Allied Bank Limited (ABL) announced its 9MCY19 financial results last week, accompanied with an interim dividend of Rs2 per share, in addition to Rs4/share already paid. The increase in total income eventually proved enough to help the bank post a slight increase in pretax profit growth, year-on-year, despite otherwise challenging conditions.
The asset growth mostly revolved around investments, which jumped by a massive Rs169 billion or 25 percent over December 2018. The trend has been visible for some time, and ABL seems to have adopted a rather cautious approach to lending. Some of it could also be attributed to lack of genuine credit appetite in the market, given the high interest rates, and the economic slowdown. But the interest rates did provide an opportunity for the banks to tide on, and ABL was not hesitant in accepting the invitation.
|Allied Bank Limited|
|Net Markup Income||28,780||23,621||22%|
|Non Mark-up / Interest Income||7,820||8,742||-11%|
|Non Mark-up / Interest Expenses||20,402||17,269||18%|
|Profit Before Taxation||16,555||16,410||1%|
|Profit After Taxation||9,405||9,968||-6%|
|Source: PSX notice|
The asset mix of the industry has undergone a visible change lately, and ABL is no exception to the rule, as the reliance on massive investments as bulk of assets, has now gradually been shifted. The advances slightly went down over December 2018 to Rs432 billion. The topline soared by 63 percent year-on-year, on the back of higher interest rates and expanded size of the investment portfolio.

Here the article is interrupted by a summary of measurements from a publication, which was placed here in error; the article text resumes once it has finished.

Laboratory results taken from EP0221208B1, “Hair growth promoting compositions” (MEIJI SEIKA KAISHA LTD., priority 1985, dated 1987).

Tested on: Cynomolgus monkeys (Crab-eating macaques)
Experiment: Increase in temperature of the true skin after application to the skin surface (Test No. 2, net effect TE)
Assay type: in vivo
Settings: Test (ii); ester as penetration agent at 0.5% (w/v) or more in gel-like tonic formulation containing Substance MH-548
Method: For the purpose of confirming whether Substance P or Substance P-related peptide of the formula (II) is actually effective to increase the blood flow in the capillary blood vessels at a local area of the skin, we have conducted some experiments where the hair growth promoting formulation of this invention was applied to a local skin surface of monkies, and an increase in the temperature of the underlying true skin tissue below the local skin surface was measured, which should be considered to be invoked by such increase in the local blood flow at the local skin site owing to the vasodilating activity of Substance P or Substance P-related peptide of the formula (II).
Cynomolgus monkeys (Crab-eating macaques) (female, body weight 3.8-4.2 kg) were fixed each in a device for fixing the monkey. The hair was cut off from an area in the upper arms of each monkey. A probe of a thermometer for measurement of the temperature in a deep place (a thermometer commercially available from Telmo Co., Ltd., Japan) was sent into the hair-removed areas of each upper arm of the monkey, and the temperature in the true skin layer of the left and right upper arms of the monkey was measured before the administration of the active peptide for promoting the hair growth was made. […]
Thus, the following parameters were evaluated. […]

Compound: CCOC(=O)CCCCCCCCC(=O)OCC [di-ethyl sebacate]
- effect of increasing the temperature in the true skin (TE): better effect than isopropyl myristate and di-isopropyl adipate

Deposit growth was in check at 3.6 percent over December 2018, as the bank crossed the trillion rupee deposit mark earlier in the year. The real story has been the direction and quality of deposit growth, rather than the absoluter increase. The growth in non-remunerative current accounts has been steadier, improving the CASA and reducing the cost of deposits, which is imperative in times of squeezed spreads.
The non markup income slid in double digits year-on-year, despite improvement in contribution from foreign exchange and fee and commission income. The dip largely came from reduced contribution from dividend income and gain on sale of securities. The administrative expenses went up considerably, slightly disturbing the cost to income ratio.
Reversals continued to be booked against NPLs, reflective of the bank's proactive monitoring and recovery efforts. That said, the reversals were significantly lower than those booked in the same period last year. ABL's loan book is one of the cleanest going around, with low single digit infection ratio, which is more than adequately provided for at well over 90 percent. The bank seems well poised, and with signs of interest rate cycle reversing, a change in asset mix strategy may also be just around the corner.